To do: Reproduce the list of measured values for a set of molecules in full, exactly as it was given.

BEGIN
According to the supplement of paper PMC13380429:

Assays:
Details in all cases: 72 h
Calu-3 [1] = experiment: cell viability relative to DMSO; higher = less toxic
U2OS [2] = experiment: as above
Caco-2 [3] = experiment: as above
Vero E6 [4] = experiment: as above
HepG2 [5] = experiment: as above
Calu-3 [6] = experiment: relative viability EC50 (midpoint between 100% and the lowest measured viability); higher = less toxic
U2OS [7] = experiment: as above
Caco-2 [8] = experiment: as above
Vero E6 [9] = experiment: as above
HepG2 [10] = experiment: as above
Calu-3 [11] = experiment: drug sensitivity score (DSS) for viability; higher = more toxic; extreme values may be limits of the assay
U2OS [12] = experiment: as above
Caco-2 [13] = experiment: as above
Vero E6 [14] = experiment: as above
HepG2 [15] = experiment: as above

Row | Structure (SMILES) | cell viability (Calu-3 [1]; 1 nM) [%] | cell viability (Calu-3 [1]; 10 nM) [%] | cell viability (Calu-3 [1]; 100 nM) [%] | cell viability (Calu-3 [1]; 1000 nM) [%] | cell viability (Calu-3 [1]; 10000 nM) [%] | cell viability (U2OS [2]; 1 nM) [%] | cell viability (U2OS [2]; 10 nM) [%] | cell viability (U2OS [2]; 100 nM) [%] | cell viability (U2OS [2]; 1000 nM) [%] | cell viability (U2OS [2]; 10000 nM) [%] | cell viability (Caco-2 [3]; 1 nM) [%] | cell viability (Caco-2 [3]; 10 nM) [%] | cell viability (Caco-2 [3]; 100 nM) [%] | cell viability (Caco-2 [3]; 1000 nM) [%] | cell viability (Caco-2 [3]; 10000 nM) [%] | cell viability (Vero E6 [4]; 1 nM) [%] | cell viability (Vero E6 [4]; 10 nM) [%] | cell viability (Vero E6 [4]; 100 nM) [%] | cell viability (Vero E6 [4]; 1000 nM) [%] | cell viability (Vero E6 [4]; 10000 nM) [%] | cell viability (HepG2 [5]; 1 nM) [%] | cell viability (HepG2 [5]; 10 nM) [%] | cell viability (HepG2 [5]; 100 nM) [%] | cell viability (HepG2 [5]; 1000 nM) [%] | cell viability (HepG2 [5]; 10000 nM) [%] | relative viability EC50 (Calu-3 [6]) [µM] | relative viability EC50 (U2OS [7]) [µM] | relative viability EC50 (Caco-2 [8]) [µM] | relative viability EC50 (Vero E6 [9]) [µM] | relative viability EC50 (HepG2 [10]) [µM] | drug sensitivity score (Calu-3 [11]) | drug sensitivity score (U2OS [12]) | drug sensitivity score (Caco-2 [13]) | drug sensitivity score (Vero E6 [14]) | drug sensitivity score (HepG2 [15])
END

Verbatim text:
According to the supplement of paper PMC13380429:

Assays:
Details in all cases: 72 h
Calu-3 [1] = experiment: cell viability relative to DMSO; higher = less toxic
U2OS [2] = experiment: as above
Caco-2 [3] = experiment: as above
Vero E6 [4] = experiment: as above
HepG2 [5] = experiment: as above
Calu-3 [6] = experiment: relative viability EC50 (midpoint between 100% and the lowest measured viability); higher = less toxic
U2OS [7] = experiment: as above
Caco-2 [8] = experiment: as above
Vero E6 [9] = experiment: as above
HepG2 [10] = experiment: as above
Calu-3 [11] = experiment: drug sensitivity score (DSS) for viability; higher = more toxic; extreme values may be limits of the assay
U2OS [12] = experiment: as above
Caco-2 [13] = experiment: as above
Vero E6 [14] = experiment: as above
HepG2 [15] = experiment: as above

Row | Structure (SMILES) | cell viability (Calu-3 [1]; 1 nM) [%] | cell viability (Calu-3 [1]; 10 nM) [%] | cell viability (Calu-3 [1]; 100 nM) [%] | cell viability (Calu-3 [1]; 1000 nM) [%] | cell viability (Calu-3 [1]; 10000 nM) [%] | cell viability (U2OS [2]; 1 nM) [%] | cell viability (U2OS [2]; 10 nM) [%] | cell viability (U2OS [2]; 100 nM) [%] | cell viability (U2OS [2]; 1000 nM) [%] | cell viability (U2OS [2]; 10000 nM) [%] | cell viability (Caco-2 [3]; 1 nM) [%] | cell viability (Caco-2 [3]; 10 nM) [%] | cell viability (Caco-2 [3]; 100 nM) [%] | cell viability (Caco-2 [3]; 1000 nM) [%] | cell viability (Caco-2 [3]; 10000 nM) [%] | cell viability (Vero E6 [4]; 1 nM) [%] | cell viability (Vero E6 [4]; 10 nM) [%] | cell viability (Vero E6 [4]; 100 nM) [%] | cell viability (Vero E6 [4]; 1000 nM) [%] | cell viability (Vero E6 [4]; 10000 nM) [%] | cell viability (HepG2 [5]; 1 nM) [%] | cell viability (HepG2 [5]; 10 nM) [%] | cell viability (HepG2 [5]; 100 nM) [%] | cell viability (HepG2 [5]; 1000 nM) [%] | cell viability (HepG2 [5]; 10000 nM) [%] | relative viability EC50 (Calu-3 [6]) [µM] | relative viability EC50 (U2OS [7]) [µM] | relative viability EC50 (Caco-2 [8]) [µM] | relative viability EC50 (Vero E6 [9]) [µM] | relative viability EC50 (HepG2 [10]) [µM] | drug sensitivity score (Calu-3 [11]) | drug sensitivity score (U2OS [12]) | drug sensitivity score (Caco-2 [13]) | drug sensitivity score (Vero E6 [14]) | drug sensitivity score (HepG2 [15])